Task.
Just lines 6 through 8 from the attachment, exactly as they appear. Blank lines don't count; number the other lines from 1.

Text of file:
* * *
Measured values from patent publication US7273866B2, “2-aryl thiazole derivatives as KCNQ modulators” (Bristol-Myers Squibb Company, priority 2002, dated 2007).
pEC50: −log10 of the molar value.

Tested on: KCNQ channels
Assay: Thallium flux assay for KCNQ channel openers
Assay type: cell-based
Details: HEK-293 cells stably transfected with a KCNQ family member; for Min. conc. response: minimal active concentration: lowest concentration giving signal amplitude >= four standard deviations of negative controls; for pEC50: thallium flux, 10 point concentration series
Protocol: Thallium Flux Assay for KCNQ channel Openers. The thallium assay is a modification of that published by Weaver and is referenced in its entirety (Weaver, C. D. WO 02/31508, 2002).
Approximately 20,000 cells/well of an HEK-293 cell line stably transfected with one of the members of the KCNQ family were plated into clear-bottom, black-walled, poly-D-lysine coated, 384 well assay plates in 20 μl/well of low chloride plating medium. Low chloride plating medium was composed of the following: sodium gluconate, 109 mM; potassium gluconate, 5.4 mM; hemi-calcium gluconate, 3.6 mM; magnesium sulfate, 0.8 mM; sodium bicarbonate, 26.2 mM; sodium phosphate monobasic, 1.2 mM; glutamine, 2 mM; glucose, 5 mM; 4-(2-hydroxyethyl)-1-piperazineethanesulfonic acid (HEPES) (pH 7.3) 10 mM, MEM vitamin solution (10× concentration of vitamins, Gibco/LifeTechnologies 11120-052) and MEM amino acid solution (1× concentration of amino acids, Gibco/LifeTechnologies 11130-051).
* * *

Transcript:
Details: HEK-293 cells stably transfected with a KCNQ family member; for Min. conc. response: minimal active concentration: lowest concentration giving signal amplitude >= four standard deviations of negative controls; for pEC50: thallium flux, 10 point concentration series
Protocol: Thallium Flux Assay for KCNQ channel Openers. The thallium assay is a modification of that published by Weaver and is referenced in its entirety (Weaver, C. D. WO 02/31508, 2002).
Approximately 20,000 cells/well of an HEK-293 cell line stably transfected with one of the members of the KCNQ family were plated into clear-bottom, black-walled, poly-D-lysine coated, 384 well assay plates in 20 μl/well of low chloride plating medium. Low chloride plating medium was composed of the following: sodium gluconate, 109 mM; potassium gluconate, 5.4 mM; hemi-calcium gluconate, 3.6 mM; magnesium sulfate, 0.8 mM; sodium bicarbonate, 26.2 mM; sodium phosphate monobasic, 1.2 mM; glutamine, 2 mM; glucose, 5 mM; 4-(2-hydroxyethyl)-1-piperazineethanesulfonic acid (HEPES) (pH 7.3) 10 mM, MEM vitamin solution (10× concentration of vitamins, Gibco/LifeTechnologies 11120-052) and MEM amino acid solution (1× concentration of amino acids, Gibco/LifeTechnologies 11130-051).